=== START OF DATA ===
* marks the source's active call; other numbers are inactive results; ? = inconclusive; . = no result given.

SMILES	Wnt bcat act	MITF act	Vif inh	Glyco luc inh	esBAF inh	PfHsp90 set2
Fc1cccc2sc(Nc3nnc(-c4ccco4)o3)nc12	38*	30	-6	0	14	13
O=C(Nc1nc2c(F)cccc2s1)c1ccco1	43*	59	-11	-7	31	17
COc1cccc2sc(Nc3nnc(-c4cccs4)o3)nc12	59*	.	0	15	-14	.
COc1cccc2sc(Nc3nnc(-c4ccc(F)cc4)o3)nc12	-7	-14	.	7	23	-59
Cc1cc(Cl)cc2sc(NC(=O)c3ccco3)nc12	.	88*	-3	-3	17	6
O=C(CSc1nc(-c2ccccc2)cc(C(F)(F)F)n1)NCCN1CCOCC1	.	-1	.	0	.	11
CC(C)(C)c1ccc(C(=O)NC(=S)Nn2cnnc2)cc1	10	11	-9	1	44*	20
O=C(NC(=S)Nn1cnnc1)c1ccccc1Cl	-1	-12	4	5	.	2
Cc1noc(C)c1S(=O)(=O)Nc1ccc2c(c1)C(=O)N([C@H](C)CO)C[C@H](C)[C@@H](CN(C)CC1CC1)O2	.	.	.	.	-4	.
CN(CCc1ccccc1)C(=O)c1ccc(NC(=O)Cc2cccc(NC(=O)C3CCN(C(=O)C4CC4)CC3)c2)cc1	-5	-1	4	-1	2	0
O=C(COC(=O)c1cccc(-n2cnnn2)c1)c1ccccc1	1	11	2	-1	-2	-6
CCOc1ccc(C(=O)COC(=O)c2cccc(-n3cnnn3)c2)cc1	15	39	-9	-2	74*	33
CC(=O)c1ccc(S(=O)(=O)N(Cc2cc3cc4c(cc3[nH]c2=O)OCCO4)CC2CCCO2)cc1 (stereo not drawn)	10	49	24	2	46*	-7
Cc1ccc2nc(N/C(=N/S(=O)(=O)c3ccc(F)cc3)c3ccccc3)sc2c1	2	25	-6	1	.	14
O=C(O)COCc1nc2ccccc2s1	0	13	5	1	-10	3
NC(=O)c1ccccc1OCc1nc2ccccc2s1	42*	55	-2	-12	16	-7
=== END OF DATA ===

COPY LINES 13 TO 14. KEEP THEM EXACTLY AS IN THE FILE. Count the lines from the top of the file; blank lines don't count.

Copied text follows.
O=C(COC(=O)c1cccc(-n2cnnn2)c1)c1ccccc1	1	11	2	-1	-2	-6
CCOc1ccc(C(=O)COC(=O)c2cccc(-n3cnnn3)c2)cc1	15	39	-9	-2	74*	33